Historical Inspiration: Part I

Vanderbuilt

(Vanderbilt Mansion: The Breakers, 1895)

This past weekend, my husband and I decided to take a little drive up the coast to Newport, Rhode Island to take a look at some Victorian mansions that we heard about. So, we purchased our passes to see two mansions and when we arrived to Bellevue Avenue, we were floored by what we found: mansion after beautiful Victorian mansion. As a Victorian era writer, you might say I was enjoying myself.

Rosecliff1

(Rosecliff, 1902)

Before the first tour at Rosecliff even began, my husband and I knew that we had to come back to spend more time at these gorgeous homes, so we upgraded our tickets to a membership with the plan to come back for a full weekend and see every home on the map as the historical inspiration to be gained from these mansions is limitless.

(Side-note: I really enjoyed the fact that the last owners of Rosecliff were from my favorite city, New Orleans. Rosecliff was modeled after Versailles, so you can imagine that the Parisian influence made the New Orleans couple feel right at home.)

Ways to infuse your story with historical inspiration:

Use the exterior and interior of the mansion as your mold. You can either place your story inside that very mansion or you can just basically make a replica with a few modifications for your story. Look at the exterior. How do you feel as you walk up the driveway? Imagine yourself arriving at The Breakers in a horse drawn carriage or in one of the first horseless carriages.

Take notes on the entryway and as you walk into the mansion itself, observe the way the stairs curve, the details in the molding, the luxury of the décor and listen to the echo of your footsteps on the marble floors.

Take notes on the layout of the rooms. Sketch out the pathway you are taking and then send your characters down those same hallways, music room, ballroom and dining room. Use your experience to make your story come alive.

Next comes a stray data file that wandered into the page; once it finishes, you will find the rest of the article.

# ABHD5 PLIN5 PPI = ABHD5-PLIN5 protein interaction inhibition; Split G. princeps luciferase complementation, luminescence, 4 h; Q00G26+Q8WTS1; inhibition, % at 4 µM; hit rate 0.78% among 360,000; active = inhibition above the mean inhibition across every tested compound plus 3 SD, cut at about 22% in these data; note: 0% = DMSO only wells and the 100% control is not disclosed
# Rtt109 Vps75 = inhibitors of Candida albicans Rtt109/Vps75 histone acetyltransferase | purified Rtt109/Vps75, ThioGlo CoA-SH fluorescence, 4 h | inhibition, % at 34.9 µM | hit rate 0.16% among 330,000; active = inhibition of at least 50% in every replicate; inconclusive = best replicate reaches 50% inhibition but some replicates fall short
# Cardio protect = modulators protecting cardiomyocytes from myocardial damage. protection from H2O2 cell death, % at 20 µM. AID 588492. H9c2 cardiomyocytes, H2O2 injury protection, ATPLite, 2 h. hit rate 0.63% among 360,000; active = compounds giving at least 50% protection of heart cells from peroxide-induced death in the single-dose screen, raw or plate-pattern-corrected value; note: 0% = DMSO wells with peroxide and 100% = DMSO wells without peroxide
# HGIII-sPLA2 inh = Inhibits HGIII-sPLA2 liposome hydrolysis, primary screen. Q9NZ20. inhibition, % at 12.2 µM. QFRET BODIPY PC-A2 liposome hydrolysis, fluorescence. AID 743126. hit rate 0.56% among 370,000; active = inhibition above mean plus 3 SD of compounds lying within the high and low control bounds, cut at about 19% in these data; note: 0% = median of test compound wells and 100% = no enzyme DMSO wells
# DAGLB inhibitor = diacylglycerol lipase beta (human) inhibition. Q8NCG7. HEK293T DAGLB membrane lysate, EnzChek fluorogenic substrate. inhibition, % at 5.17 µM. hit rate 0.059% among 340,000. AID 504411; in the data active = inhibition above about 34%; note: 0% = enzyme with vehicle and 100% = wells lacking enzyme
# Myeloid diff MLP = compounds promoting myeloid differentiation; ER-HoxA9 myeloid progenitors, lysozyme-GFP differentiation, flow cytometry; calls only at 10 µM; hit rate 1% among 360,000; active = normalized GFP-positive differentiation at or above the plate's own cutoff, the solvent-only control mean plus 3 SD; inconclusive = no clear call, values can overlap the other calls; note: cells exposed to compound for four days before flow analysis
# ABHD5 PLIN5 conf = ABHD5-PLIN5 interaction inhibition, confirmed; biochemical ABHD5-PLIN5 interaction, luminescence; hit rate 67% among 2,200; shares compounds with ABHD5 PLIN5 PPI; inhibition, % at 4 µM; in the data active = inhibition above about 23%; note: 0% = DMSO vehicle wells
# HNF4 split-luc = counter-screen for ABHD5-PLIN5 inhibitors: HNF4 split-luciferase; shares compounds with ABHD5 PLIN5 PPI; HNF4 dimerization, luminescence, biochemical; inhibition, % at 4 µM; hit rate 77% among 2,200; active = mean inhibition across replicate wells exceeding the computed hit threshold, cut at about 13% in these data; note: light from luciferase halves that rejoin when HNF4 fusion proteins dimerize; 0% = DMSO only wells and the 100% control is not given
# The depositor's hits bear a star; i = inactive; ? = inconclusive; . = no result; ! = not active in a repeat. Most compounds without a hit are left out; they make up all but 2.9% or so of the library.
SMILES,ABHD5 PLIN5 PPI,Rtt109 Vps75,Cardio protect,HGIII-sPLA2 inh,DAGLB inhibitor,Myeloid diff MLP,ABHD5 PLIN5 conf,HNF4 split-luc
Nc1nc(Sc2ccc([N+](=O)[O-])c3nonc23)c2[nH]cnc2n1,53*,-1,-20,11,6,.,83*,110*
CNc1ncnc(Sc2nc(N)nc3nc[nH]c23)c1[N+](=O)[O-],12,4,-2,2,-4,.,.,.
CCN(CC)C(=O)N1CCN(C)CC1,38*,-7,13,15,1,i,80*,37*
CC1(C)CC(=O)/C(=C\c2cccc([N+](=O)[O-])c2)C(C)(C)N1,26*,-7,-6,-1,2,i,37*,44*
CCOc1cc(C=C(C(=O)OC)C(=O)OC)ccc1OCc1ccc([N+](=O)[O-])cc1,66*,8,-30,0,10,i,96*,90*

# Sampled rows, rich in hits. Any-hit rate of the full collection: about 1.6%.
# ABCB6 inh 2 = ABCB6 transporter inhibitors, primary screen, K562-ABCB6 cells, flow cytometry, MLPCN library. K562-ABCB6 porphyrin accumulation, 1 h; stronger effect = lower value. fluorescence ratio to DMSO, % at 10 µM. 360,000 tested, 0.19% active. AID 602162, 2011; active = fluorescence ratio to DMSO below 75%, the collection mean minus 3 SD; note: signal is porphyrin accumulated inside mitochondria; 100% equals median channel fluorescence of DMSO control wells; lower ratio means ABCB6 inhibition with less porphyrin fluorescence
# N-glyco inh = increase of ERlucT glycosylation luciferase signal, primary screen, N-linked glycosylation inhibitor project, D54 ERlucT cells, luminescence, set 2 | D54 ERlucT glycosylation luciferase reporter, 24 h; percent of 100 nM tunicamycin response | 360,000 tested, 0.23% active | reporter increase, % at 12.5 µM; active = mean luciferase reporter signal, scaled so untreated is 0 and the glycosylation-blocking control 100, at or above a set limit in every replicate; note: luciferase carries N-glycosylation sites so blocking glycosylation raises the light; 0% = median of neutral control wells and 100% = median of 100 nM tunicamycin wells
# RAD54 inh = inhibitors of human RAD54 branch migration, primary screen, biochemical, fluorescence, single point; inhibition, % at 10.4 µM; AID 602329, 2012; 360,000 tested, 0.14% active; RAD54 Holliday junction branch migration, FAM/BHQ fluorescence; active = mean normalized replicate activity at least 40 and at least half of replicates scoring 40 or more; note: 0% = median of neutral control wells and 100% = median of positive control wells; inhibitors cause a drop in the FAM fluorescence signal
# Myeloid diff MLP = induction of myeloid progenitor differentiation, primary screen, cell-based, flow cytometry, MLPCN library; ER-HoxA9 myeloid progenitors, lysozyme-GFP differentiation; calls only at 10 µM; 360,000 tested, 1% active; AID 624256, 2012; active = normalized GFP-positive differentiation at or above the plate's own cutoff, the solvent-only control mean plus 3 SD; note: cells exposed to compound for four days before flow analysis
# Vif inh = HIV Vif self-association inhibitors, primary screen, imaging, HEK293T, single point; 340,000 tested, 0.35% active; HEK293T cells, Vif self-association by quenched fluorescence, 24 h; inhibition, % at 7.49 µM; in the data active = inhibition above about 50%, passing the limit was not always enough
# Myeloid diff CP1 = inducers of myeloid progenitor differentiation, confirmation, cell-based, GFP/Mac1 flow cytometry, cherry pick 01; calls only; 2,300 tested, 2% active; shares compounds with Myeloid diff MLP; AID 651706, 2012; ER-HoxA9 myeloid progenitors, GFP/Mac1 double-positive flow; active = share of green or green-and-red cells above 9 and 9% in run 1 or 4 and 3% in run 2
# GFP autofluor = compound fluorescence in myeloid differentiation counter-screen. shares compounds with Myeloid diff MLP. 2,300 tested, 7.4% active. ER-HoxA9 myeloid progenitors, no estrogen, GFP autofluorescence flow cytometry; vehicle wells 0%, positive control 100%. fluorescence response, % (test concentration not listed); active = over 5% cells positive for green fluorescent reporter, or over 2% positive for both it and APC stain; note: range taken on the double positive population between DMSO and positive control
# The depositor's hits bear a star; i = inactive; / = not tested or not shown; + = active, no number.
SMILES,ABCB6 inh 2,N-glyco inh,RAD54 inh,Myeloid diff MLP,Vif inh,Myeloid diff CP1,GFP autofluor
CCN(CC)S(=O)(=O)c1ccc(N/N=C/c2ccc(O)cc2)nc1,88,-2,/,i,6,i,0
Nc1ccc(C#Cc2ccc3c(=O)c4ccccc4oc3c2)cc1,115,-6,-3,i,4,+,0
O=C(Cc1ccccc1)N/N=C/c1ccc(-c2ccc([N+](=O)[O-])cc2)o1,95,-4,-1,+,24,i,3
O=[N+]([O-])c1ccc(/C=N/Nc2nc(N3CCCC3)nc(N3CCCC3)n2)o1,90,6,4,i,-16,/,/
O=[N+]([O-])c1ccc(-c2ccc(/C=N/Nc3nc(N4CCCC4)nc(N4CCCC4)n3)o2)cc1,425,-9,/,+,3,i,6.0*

Take the tour and take notes. On the tour, I found out about the day-to-day lives of the women who ran the mansions and the men who built them. Listen for stories. How did the owners meet? Was it at a party held in a mansion like this just down Bellevue Avenue? How did they make their money? Sure, you could probably find out what you need to know online, but going on a tour will give you a visual that online research can’t capture along with a few extra stories that aren’t widely circulated.

Study the portraits. Check out the original owners of the mansions. Study their face, the way they hold themselves and their clothing. Jot down their names and look them up again later online to get a more in depth background on them and use them as a model for your characters’ lifestyle, manner or dress. If you character is a servant in the mansion, still take notes on the owners because if your character is a maid, she will need to know how to arrange the lady’s hair or select her evening wear.

Breakers back

(The Breaker’s “backyard”)

Check out the “backyard.” See how your characters would spend the evenings in the garden or lawn. What trees are surrounding the home? What flowers did they like? How is the garden laid out? What would their view look like? Sadly, I forgot to take a picture of the other view, but if I turned around, I’d be facing the ocean. I’ll have to take that picture when I return next weekend.

There is so much more I could write on the subject, so be on the lookout for Historical Inspiration: Part II! For now, happy writing!

About Grace Hitchcock

Grace Hitchcock's first novella, The Widow of St. Charles Avenue, released in Barbour Publishing’s The Second Chance Brides Collection August 2017. Her second novella will release in Barbour Publishing’s The Southern Belle Brides Collection in 2018. She has a Masters in Creative Writing and a Bachelor of Arts in English with a minor in History. Grace is a Louisiana Southerner living in Colorado with her husband, Dakota, and newborn son.

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